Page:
ciation. Valero operates 11 corn ethanol plants and is the third-largest ethanol producer in the U.S with total annual production capacity of 1.4 billion gallons per year. Abengoa Bioenergy Biomass of Kansas recently closed the $48.5 million sale of its cellulosic ethanol plant located in Hugoton, Kansas, to Synata Bio in an auction conducted under the Bankruptcy Code. Ocean Park acted as exclusive sellside advisor to Abengoa. Ocean Park was involved in all facets of this transaction, including securing the debtor-in-possession financing, developing the marketing strategy, contacting over 200 parties in the sales process, and generating interest from multiple bidders in the auction. The Iowa Renewable Fuels Association has elected its board of directors, officers and executive committee for 2017. New officers will serve a one-year term during the 2017 calendar year. Those elected include Eamonn Byrne of Lakeview Plymouth Energy as president, Steve Bleyl of Green Plains Inc. as vice president, Bill Howell of Poet Biorefining – Coon Rapids as treasurer, Derek Winkel of Renewable Energy Group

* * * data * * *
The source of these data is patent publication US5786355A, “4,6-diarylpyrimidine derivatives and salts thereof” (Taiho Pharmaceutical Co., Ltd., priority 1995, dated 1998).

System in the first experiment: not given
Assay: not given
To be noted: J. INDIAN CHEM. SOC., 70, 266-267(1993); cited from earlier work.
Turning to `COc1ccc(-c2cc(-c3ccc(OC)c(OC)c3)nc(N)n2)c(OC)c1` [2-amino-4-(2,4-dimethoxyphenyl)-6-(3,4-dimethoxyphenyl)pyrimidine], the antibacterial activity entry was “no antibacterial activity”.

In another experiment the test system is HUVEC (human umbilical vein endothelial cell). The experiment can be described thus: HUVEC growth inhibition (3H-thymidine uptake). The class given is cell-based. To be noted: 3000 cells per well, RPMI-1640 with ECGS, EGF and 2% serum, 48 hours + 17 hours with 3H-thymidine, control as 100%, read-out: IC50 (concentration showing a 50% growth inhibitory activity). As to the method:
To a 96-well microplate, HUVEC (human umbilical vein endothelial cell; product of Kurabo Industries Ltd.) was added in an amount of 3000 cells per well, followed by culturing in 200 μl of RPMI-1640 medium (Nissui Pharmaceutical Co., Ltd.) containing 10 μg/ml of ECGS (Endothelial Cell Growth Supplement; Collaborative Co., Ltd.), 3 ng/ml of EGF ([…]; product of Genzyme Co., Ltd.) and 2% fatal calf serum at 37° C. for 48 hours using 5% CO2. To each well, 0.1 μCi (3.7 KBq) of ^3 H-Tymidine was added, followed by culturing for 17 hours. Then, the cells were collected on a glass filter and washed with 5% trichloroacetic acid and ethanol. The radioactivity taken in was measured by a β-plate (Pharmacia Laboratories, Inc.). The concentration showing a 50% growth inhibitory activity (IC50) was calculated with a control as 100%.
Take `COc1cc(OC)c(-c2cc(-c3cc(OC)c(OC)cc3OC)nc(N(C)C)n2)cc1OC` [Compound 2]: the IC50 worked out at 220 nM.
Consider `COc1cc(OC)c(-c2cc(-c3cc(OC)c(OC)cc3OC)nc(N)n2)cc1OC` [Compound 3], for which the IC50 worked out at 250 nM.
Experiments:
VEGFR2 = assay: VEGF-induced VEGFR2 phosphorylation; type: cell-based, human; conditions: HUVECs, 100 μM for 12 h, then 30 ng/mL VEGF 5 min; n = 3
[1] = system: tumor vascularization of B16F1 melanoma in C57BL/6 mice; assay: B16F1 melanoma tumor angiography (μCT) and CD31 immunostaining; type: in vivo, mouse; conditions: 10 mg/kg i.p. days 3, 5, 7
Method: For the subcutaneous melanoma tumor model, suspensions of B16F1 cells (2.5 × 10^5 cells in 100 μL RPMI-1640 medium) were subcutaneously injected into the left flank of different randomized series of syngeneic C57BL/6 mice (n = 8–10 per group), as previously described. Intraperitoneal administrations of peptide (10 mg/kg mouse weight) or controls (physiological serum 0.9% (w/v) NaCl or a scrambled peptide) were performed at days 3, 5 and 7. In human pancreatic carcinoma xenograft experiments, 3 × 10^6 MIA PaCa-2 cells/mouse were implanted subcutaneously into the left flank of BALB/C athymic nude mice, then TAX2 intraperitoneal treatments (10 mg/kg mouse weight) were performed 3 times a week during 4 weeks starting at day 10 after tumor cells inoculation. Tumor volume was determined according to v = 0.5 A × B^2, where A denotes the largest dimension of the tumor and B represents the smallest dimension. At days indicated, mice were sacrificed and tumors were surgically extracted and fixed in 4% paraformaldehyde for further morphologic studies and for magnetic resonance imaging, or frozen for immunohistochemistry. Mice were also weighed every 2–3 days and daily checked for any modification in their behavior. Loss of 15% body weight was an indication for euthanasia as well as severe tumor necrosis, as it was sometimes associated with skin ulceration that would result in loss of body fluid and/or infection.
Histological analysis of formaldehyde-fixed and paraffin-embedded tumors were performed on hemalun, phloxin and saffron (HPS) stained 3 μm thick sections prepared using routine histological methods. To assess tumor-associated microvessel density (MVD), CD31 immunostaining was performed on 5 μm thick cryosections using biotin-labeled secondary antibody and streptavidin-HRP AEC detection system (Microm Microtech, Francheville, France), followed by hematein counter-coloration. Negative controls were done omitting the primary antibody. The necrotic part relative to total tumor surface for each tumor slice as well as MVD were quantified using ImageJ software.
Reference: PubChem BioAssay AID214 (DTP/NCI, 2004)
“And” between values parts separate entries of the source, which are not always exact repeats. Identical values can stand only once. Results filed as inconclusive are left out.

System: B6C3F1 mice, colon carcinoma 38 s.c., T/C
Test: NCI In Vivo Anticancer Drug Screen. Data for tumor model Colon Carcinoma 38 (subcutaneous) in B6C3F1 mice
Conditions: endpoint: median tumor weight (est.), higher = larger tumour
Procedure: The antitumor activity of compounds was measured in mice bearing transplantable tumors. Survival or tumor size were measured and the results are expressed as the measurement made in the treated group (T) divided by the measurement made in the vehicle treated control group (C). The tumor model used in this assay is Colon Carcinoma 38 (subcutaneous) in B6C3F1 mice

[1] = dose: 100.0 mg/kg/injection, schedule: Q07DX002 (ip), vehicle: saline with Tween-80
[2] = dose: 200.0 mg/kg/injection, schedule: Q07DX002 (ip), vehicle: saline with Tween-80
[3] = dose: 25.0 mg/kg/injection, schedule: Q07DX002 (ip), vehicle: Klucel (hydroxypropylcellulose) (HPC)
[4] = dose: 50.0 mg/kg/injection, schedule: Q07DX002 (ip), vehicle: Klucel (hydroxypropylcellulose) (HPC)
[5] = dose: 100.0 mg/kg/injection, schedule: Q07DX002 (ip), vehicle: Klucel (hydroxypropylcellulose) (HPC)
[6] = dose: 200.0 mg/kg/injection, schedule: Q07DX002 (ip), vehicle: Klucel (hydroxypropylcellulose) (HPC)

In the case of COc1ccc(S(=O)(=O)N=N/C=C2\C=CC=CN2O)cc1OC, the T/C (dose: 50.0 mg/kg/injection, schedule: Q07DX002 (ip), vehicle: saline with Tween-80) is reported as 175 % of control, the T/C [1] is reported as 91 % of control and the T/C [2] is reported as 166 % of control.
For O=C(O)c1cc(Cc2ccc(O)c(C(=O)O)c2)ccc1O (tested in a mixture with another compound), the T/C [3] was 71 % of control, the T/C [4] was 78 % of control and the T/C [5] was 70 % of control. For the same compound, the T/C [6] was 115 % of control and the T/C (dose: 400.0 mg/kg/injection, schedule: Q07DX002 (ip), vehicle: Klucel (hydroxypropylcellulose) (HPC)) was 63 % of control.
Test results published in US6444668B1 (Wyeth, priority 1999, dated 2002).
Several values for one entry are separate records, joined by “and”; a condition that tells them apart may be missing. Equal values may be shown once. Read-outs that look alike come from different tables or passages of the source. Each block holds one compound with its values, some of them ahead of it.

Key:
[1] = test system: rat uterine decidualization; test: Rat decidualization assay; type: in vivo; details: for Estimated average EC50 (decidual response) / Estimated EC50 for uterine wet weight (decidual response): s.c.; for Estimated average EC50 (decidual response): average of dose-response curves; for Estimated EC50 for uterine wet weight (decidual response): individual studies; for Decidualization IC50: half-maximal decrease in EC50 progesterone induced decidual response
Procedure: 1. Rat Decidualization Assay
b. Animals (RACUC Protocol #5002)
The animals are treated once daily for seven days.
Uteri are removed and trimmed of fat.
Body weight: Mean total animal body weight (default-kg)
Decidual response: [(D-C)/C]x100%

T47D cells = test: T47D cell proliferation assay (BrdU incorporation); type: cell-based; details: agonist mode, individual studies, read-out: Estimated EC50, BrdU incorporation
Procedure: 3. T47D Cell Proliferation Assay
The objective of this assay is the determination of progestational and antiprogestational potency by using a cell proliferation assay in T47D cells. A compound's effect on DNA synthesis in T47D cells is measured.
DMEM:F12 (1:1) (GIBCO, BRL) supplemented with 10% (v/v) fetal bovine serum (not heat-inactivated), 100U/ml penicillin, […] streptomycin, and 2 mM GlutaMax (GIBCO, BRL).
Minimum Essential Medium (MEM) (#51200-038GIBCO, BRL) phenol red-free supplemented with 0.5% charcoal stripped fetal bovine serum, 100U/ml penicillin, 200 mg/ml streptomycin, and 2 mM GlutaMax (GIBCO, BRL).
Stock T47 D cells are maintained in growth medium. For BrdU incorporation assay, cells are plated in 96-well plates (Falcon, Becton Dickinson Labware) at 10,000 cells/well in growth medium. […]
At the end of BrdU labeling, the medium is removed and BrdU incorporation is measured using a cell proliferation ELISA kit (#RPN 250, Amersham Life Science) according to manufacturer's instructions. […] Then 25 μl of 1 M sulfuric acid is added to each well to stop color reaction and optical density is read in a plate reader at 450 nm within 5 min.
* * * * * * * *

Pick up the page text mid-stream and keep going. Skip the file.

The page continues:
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Inc. as secretary, and Monte Shaw as executive director. Elected to join the IRFA officers on the executive committee for 2017 are Tom Brooks of Western Dubuque Biodiesel, Craig Willis of Archer Daniels Midland Inc., and Rick Schwarck of Absolute Energy. The European renewable ethanol association (ePURE) has named Emmanuel Desplechin as its new secretary general, replacing Robert Wright. Desplechin Desplechin, who joined ePURE in 2013, previously served as the association’s director for government affairs, and has a long career in the ethanol sector. Prior to joining ePURE, Desplechin held public affairs positions with the Danish biotech company Novozymes, and UNICA, the Brazilian sugarcane industry association, and has been secretary general of the Industrial Ethanol Association. The Iowa Renewable Fuels Association has added Cassidy Riley as its new communications director. Riley’s responsibilities include media and member relations, social media and Web communi-